Another Court Follows the Troubling Vioxx Approach

January 2, 2013

Previous Privilege Points have noted many courts’ increasing insistence that a corporate litigant withholding privileged documents prove that every recipient of each document had a “need to know” the document’s substance. Some courts take an even narrower view of the privilege in the corporate setting, usually relying on a 2007 decision in the multidistrict litigation against Merck. In re Vioxx Prods. Liab. Litig., 501 F. Supp. 2d 789 (E.D. La. 2007).

In United States ex rel. Baklid-Kunz v. Halifax Hospital Medical Center, the court cited Vioxx and an earlier Middle District of Florida decision in holding that “when a communication is simultaneously emailed to a lawyer and a non-lawyer, the corporation ‘cannot claim that the primary purpose of the communication was for legal advice or assistance because the communication served both business and legal purposes.'” Case No. 6:09-cv-1002-Orl-31TBS, 2012 U.S. Dist. LEXIS 158944, at *11-12 (M.D. Fla. Nov. 6, 2012) (citation omitted). Later in the opinion, the court seemed to back off a bit, noting that the simultaneous transmission of an email to a non-lawyer “weighs against a privilege finding.” Id. at *23 n.5. However, throughout the opinion the court took a restrictive view of the privilege in the corporate setting. Distinguishing legal advice from “’compliance advice,’” the court rejected a corporate litigant’s argument that the privilege protected compliance department employees’ communications because “’the compliance department operates under the supervision and oversight of [the] legal department.’” Id. at *23 (internal citation omitted). The court’s response to that position was blunt: “Halifax’s organizational structure is of no consequence.” Id.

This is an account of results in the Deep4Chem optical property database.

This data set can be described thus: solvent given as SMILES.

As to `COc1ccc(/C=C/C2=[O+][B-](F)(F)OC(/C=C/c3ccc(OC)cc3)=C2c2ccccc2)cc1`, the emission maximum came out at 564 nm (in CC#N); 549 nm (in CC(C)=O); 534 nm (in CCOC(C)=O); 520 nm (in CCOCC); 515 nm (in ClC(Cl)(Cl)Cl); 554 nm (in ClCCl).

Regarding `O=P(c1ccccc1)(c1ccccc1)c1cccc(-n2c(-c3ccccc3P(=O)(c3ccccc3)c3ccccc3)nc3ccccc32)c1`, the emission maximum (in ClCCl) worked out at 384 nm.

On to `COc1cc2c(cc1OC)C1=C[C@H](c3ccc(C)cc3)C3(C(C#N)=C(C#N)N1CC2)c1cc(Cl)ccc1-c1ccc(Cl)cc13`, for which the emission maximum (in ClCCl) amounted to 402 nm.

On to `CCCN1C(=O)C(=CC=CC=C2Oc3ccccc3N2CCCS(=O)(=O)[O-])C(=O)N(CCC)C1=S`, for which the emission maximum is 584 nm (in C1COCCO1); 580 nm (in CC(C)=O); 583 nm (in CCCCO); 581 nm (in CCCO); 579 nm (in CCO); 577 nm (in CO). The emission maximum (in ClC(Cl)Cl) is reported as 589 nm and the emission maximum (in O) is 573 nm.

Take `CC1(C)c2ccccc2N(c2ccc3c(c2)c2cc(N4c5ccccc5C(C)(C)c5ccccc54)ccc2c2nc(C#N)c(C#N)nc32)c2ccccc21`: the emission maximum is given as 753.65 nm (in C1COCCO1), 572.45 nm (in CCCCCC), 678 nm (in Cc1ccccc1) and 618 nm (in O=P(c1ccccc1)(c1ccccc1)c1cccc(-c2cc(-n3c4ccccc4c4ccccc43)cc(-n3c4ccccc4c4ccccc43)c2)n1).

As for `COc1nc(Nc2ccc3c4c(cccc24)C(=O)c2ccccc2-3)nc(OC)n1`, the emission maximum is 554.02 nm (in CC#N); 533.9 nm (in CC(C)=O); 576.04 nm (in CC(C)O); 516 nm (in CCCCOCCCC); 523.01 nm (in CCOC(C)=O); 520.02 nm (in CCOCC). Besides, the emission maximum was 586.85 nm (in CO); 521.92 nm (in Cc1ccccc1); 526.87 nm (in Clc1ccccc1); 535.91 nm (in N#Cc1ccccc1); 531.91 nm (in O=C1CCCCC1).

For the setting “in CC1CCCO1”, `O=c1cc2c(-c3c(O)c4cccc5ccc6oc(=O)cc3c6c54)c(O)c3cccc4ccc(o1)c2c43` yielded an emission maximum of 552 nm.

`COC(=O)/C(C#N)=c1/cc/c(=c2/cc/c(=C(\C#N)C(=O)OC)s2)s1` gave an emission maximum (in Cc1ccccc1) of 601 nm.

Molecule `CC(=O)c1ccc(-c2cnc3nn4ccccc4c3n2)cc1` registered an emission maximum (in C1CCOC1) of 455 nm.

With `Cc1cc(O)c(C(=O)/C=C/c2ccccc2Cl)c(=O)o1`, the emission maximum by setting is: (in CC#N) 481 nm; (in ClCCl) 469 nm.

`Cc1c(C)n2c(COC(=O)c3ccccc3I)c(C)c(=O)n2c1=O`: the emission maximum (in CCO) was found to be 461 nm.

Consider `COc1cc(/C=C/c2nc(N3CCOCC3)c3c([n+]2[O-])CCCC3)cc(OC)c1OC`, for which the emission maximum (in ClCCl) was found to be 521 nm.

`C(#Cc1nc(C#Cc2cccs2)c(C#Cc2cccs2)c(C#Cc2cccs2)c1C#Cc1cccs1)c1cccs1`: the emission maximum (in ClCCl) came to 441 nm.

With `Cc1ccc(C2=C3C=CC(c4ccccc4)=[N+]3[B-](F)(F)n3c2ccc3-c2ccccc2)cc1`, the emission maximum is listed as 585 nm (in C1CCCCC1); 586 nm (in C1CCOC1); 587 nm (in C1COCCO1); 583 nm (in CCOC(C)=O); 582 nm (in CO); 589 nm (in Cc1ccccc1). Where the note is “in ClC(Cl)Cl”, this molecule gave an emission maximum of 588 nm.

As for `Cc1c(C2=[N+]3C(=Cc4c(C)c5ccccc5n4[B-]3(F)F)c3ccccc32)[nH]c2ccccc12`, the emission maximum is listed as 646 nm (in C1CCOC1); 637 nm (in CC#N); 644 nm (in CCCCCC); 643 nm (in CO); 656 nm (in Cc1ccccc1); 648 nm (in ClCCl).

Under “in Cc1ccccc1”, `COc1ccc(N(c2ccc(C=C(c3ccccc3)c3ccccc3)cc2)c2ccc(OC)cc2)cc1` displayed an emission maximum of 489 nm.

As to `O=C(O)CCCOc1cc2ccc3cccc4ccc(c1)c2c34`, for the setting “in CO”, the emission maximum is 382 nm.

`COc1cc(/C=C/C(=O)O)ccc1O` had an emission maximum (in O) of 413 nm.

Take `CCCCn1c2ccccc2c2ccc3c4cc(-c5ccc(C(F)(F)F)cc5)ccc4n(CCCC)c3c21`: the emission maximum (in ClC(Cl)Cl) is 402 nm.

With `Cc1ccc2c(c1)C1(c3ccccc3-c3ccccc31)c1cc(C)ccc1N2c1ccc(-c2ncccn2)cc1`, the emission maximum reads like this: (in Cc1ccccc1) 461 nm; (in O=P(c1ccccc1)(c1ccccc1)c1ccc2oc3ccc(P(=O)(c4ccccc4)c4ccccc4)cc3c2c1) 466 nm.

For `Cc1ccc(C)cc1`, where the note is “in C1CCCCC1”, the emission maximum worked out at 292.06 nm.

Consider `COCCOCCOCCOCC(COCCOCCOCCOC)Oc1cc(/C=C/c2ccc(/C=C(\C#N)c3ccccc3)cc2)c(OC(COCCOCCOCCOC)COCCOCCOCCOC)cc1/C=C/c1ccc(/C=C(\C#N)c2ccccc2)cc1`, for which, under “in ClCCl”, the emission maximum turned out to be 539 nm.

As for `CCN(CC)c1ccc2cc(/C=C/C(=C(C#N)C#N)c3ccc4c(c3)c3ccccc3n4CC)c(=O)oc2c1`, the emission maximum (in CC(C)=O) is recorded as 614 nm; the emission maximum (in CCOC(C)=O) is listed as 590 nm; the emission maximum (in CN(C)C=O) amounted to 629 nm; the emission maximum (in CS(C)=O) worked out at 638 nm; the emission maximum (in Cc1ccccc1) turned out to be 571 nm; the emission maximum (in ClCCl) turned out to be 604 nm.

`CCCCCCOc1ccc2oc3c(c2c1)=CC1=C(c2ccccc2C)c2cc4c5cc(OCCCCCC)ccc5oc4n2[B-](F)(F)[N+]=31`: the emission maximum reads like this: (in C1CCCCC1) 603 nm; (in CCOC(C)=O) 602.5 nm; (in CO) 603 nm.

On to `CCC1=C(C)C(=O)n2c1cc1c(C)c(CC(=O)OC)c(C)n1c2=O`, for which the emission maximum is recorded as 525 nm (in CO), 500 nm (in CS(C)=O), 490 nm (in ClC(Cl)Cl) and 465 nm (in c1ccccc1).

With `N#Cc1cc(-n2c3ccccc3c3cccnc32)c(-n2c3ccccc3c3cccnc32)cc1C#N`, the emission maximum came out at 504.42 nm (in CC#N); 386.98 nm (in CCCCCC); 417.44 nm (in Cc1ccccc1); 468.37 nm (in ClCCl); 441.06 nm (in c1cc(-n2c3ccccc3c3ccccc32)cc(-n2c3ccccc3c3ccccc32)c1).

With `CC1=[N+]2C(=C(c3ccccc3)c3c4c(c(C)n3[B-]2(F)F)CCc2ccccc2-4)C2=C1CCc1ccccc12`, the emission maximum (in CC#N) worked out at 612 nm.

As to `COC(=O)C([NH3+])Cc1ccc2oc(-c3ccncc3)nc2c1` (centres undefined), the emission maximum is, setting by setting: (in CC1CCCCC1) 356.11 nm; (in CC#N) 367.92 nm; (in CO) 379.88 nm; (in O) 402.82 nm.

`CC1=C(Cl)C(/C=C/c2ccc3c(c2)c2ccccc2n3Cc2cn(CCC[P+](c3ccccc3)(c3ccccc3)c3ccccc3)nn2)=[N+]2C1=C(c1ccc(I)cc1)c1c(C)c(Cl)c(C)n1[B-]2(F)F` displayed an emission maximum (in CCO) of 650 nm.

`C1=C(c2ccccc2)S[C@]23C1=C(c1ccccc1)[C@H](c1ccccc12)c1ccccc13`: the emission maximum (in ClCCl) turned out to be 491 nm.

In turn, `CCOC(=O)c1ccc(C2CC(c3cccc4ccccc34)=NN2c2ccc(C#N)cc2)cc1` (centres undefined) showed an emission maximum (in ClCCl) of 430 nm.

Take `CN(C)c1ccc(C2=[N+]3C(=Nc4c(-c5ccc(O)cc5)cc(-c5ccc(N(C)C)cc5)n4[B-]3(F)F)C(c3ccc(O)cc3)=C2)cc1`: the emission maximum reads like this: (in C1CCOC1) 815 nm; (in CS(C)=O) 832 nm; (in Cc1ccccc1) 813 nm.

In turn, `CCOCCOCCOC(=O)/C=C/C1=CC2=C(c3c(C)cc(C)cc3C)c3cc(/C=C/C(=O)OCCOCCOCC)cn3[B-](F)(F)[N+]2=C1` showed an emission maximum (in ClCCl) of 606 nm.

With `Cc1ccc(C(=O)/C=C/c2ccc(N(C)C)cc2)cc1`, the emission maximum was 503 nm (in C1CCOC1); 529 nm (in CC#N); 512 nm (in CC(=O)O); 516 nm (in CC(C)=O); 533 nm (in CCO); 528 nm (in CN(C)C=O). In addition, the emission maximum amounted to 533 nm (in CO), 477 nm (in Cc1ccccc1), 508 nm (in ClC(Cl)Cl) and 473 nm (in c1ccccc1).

Although there may be essentially no way for most corporations’ privilege to survive the nearly per se Vioxx approach, all corporations should try to restrict the internal distribution of emails to those with a “need to know.”